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There is no other book my grandson and granddaughter have asked me to read again and again and again as much as they have requested and relished this one. It touches something deep within them — and in me.
Perhaps the resonance has to do with the innate human sense of inadequacy, alongside the desire and possibility or reaching beyond our limitations, even in the face of the doubts of others and our own. “Imani’s Moon” is a book, at once aspirational, affirming and victorious, all in the context of a relationship characterized by unconditional love.
This book’s vital message to believe in oneself and one’s dreams despite discouragement, perceived limitations and the criticism of others is a much needed and beneficial one.
The book is beautifully illustrated, colors bold, images and faces compelling, setting intriguing. A total gem!
Don’t give up, we are told by those who would encourage us. But what if we strive for the impossible? Imani, a tiny Maasai girl in an African village, wants to touch the moon. At first, Imani only wants to achieve something “great” to counteract taunts children throw at her. They laugh at her size. They call her ant and Imani the Tiny. They tell her she’ll never achieve anything. (In fact, they are prime examples of bullies, and this lovely book could open important dialogues at home and in classrooms.) Each night Imani’s mother tells her stories of encouragement. “A challenge is only impossible until someone accomplishes it,” she says. The tale of Opala, the moon goddess, and Imani’s ensuing dream afterwards inspire her to literally reach for the moon. All she wants to do is touch it, but her various attempts to get to it by climbing, by flying, etc. prompt more jeering from the bullies—and from the animals as well. Like all important stories for children, Imani solves her own problem. I love how she is galvanized by her culture’s tradition of the jumping dance. The element of magical realism is deftly handled by Brown-Wood, making it easy to suspend disbelief as Imani jumps her way to the moon. And while this is a “don’t give up” story, the lesson of persistence is never didactic. Mitchell’s jewel-toned watercolor and graphite illustrations capture the magic.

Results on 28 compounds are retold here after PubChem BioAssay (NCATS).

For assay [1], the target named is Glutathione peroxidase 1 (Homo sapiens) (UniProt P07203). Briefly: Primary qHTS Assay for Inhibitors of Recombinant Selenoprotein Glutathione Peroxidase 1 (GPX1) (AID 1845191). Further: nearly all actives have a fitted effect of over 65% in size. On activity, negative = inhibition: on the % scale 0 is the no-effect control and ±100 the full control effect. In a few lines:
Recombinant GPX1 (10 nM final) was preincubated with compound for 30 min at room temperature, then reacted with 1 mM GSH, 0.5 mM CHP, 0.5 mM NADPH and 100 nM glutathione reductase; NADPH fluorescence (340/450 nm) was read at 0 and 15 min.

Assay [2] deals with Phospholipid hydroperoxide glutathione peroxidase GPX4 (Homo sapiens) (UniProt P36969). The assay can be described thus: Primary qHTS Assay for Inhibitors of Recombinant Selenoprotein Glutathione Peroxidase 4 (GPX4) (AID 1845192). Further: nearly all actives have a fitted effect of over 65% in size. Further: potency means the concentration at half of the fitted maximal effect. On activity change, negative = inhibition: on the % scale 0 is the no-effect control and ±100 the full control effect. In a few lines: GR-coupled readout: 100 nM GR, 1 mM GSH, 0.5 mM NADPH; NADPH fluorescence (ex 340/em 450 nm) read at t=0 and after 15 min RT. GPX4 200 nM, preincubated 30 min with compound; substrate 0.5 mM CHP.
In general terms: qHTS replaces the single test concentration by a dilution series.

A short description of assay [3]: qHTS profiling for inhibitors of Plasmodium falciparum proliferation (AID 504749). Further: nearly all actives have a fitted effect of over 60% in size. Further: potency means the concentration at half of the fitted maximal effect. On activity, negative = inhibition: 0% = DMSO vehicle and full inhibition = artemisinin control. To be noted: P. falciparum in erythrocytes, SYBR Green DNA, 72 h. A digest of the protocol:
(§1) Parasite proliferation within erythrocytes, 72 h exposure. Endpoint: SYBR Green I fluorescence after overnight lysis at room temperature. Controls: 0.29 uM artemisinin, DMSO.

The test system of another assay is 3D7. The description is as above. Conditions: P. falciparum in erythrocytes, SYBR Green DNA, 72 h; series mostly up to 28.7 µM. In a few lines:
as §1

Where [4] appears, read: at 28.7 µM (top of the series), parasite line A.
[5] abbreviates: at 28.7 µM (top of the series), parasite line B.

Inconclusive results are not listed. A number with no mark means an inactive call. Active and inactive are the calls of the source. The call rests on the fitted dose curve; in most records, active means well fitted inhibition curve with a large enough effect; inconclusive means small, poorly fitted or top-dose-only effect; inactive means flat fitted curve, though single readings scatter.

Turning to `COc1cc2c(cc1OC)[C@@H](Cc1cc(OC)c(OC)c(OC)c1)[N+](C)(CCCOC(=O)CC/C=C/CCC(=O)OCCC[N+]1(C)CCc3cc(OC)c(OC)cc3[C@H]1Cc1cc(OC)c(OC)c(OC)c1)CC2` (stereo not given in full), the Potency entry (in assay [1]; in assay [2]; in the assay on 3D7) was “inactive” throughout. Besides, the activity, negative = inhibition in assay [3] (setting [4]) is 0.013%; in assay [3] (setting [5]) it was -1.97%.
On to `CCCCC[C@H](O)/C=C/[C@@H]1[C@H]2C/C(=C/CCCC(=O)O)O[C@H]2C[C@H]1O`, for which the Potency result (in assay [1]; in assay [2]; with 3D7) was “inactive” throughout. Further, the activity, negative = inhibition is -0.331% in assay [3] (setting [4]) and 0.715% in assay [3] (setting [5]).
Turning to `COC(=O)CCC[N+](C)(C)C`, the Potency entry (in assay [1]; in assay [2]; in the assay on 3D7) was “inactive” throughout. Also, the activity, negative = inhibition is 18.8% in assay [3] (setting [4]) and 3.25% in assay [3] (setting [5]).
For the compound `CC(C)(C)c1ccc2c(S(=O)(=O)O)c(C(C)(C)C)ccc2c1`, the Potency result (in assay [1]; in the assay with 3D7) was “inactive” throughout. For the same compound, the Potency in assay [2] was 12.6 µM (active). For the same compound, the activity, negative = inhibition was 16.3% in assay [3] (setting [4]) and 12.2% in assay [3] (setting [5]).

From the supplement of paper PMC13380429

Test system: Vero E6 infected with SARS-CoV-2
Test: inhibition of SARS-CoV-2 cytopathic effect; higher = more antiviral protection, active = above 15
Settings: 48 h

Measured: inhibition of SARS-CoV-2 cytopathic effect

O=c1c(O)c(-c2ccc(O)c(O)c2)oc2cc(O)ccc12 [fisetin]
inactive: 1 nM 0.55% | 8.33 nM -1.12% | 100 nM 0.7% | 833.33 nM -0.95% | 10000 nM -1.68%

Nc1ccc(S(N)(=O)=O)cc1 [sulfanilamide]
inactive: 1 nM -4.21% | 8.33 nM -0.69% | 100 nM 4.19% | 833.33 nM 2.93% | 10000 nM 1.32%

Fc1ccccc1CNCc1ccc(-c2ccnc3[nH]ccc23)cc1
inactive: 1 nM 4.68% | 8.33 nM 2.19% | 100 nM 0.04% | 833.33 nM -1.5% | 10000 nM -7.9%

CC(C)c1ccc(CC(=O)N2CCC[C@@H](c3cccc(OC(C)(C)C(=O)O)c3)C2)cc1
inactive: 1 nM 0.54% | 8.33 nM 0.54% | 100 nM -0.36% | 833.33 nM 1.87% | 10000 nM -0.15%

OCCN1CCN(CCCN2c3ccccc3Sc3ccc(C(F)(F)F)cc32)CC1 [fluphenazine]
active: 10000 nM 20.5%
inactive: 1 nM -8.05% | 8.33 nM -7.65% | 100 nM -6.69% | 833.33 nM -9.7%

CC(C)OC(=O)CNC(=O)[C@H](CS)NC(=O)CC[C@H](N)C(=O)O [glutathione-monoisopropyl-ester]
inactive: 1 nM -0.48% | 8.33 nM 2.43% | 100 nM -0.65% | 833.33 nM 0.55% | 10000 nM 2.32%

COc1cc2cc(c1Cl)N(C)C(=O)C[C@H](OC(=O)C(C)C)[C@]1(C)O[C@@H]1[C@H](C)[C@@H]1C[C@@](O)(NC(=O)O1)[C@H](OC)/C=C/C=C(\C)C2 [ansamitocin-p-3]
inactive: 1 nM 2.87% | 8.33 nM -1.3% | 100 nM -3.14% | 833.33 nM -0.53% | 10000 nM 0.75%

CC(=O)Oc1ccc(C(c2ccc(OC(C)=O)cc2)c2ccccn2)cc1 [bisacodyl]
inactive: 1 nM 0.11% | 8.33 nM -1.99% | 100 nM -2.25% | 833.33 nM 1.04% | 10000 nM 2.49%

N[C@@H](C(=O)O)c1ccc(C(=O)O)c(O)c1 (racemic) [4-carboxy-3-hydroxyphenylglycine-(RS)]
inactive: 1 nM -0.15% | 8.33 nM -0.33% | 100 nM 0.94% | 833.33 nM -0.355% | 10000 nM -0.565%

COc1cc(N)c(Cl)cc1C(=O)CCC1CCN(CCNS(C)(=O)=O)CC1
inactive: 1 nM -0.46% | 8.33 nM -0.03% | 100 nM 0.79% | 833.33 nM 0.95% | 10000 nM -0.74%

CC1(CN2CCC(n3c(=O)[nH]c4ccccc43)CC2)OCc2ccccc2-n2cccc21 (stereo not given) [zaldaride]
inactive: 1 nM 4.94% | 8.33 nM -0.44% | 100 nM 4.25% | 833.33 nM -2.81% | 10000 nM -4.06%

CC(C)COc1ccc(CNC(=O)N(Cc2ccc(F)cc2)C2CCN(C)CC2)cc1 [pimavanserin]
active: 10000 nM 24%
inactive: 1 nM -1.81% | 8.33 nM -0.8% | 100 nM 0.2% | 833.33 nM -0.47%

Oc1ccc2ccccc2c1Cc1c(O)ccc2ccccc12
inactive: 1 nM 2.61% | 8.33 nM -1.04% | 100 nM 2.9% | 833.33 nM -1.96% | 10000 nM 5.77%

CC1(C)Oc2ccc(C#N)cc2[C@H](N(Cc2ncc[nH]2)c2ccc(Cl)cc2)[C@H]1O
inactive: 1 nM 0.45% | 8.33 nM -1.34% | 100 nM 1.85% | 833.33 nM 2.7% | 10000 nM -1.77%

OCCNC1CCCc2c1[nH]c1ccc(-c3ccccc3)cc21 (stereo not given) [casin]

This book was used as part of a community service project to bring diversity awareness to children through stories. I love how the author incorporates cultural elements in a way that is engaging to children.
Love this inspiring story about a little girl who has to persevere to make her dreams come true. Her mother’s words play a key role. Lovely images, sweet tone about overcoming in Kenyan tribe. Met the author who is a passionate advocate for children’s literacy.